Posted by psgels on 26 April 2007 with categories: Anime Reviews


Tenpou Ibun Ayakashi Ayashi was supposed to take over from Blood+ on the Saturday 18:00 timeslot, the number-one prime-time spot for anime, which also housed series as Full Metal Alchemist and Gundam Seed Destiny. For this, it had to live up to some great expectations, and it came with a story about Youma-hunters, during the Tenpou era of Japan.

If I had to say so myself, then Tenpou Ibun Ayakashi Ayashi definitely lived up to these expectations, but it’s so not suitable for the prime-time spot. Timeslots like these are meant for popular shows with lots of fanboy-pleasing action, not an intelligent show like this one. Because of this, the series’ original length of 52 episodes was cut in half, leaving only 26 episodes for this anime to work with. This, in fact, is the only really bad point of this series.

Like I suggested above, this series’ great strength is its storytelling. It consists out of small arcs, ranging from usually two or three episodes, which all centre on themes, deeply rooted in the history of Japan and its religions. I’ve almost never encountered an anime which did so much research for its stories. As a result, the individual tales just sparkle with creativity and originality, while they still hold a large amount of realism. To give a small indication, brothels have often appeared in historical anime (to name a few, Samurai Champloo, Peace Maker Kurogane, and quite some more), but never was this concept so fleshed out as in the three episodes Tenpou Ibun Ayakashi Ayashi dedicated to the subject.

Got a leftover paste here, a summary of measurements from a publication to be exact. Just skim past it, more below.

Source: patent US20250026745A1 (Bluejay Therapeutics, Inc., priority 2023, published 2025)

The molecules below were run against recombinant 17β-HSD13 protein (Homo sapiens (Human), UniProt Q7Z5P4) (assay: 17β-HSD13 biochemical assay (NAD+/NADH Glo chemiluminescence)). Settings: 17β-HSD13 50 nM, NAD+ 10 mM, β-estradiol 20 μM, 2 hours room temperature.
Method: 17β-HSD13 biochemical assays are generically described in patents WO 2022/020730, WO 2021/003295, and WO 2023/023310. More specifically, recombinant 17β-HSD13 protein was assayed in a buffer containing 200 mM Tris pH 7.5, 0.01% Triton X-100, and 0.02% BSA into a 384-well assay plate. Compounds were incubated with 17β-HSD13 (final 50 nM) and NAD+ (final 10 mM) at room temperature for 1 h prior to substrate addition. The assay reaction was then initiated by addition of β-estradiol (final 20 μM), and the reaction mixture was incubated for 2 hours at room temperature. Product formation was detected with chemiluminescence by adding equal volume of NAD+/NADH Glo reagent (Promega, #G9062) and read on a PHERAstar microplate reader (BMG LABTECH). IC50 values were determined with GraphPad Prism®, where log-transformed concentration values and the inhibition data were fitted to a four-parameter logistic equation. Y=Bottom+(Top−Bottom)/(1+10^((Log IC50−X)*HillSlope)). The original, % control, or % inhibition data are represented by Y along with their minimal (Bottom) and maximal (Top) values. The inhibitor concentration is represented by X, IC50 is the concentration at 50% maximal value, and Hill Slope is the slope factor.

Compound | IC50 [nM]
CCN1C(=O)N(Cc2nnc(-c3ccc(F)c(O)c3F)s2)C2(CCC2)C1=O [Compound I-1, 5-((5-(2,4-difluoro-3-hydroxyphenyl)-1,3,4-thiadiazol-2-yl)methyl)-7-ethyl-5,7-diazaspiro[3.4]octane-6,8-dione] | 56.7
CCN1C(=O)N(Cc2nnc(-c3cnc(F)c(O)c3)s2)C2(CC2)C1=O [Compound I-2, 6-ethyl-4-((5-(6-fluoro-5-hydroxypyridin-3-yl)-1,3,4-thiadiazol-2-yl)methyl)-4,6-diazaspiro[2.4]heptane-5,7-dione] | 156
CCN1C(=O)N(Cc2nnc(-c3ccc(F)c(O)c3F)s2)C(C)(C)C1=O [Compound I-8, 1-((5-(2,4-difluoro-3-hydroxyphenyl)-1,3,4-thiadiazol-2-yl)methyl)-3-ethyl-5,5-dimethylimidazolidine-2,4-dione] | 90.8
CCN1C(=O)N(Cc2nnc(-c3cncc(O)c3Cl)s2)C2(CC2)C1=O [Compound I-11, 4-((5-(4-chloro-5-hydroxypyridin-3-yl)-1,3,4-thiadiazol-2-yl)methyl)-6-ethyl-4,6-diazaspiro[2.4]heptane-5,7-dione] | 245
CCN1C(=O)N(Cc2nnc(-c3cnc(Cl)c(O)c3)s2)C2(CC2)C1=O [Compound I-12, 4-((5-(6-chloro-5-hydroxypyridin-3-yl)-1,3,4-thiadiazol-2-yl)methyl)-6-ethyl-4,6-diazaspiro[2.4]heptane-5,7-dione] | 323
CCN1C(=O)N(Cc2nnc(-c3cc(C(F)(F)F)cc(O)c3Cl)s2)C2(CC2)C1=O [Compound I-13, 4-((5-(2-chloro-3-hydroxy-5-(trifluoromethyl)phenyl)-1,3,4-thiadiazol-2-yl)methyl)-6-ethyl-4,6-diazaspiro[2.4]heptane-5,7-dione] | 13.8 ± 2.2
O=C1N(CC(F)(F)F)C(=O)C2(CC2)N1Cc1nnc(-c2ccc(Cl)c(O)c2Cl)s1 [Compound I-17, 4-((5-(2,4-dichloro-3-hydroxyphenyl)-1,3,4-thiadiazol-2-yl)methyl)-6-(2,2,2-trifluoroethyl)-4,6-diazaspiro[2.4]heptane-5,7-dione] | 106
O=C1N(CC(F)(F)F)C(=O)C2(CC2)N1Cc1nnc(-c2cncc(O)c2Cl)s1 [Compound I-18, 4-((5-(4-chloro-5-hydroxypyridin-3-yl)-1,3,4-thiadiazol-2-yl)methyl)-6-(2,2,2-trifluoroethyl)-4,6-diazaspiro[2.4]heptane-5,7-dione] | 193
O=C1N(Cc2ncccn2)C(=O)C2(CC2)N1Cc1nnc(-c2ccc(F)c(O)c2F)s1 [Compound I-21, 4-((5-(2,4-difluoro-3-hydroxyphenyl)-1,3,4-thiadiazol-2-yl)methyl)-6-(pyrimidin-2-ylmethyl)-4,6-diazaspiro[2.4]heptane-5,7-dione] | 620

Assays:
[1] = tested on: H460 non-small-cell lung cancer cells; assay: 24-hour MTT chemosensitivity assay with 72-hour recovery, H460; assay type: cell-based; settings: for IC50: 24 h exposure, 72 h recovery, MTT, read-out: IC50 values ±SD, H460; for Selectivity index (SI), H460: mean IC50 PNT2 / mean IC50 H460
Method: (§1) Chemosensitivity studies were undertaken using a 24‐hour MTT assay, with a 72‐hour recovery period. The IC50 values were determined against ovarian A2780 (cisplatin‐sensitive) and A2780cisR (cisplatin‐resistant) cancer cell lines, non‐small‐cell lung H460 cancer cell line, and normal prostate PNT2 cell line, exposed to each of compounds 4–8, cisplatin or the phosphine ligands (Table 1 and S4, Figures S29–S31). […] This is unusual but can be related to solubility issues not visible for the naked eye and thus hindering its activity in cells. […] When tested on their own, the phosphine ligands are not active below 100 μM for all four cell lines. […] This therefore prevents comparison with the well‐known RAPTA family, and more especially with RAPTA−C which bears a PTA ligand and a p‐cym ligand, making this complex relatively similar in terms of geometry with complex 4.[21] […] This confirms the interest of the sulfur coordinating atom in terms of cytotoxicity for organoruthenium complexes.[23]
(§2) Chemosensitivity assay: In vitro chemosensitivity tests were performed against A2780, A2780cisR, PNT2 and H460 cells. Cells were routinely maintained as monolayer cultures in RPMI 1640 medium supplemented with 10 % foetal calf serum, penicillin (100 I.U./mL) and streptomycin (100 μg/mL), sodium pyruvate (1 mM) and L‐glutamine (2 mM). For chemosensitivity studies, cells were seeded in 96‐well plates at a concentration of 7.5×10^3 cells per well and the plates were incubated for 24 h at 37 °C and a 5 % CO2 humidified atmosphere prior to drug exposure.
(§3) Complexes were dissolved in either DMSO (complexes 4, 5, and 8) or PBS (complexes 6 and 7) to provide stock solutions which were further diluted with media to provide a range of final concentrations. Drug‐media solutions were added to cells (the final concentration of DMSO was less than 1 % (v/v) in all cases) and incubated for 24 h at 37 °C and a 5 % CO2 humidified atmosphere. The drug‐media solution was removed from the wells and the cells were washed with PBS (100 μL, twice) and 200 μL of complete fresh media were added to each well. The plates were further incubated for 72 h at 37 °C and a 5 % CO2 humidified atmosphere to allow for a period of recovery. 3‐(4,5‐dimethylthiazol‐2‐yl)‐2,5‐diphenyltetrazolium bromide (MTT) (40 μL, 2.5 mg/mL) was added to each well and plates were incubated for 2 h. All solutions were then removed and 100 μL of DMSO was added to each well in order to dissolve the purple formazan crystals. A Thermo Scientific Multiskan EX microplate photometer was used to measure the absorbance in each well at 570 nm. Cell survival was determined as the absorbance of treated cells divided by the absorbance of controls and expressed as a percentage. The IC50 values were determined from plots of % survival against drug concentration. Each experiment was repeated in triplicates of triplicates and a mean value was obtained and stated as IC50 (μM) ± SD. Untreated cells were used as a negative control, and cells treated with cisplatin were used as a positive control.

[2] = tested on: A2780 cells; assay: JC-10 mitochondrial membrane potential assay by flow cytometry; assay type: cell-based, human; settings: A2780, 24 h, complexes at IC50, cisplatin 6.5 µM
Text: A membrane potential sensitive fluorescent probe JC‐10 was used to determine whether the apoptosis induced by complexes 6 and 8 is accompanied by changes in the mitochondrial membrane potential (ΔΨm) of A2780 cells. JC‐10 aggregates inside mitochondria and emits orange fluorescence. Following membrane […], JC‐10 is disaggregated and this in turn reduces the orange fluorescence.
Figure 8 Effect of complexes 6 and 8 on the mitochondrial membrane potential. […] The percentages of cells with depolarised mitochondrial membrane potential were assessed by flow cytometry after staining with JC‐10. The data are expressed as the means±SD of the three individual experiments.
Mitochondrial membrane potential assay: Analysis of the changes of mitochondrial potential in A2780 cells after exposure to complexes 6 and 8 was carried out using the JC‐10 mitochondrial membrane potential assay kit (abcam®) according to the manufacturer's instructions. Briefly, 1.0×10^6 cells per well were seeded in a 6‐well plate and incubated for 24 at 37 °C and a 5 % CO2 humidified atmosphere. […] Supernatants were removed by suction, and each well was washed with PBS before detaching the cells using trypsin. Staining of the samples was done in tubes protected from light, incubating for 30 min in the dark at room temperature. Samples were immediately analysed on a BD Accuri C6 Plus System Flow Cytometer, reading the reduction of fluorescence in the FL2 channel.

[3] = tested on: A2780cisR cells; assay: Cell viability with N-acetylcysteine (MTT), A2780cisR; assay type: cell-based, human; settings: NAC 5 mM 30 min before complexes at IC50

Because these stories have such a good base, the characters also can be really fleshed out. Every important character has at least one arc in which he or she stands in the spotlight, and even though the character-development is incomplete, because of the reduced anime-length, the development that we do see is truly fascinating. To add that, nearly each arc has one major climax, and perhaps with exception of the first arc, each of these climaxes turns out to be really captivating, and full of tension.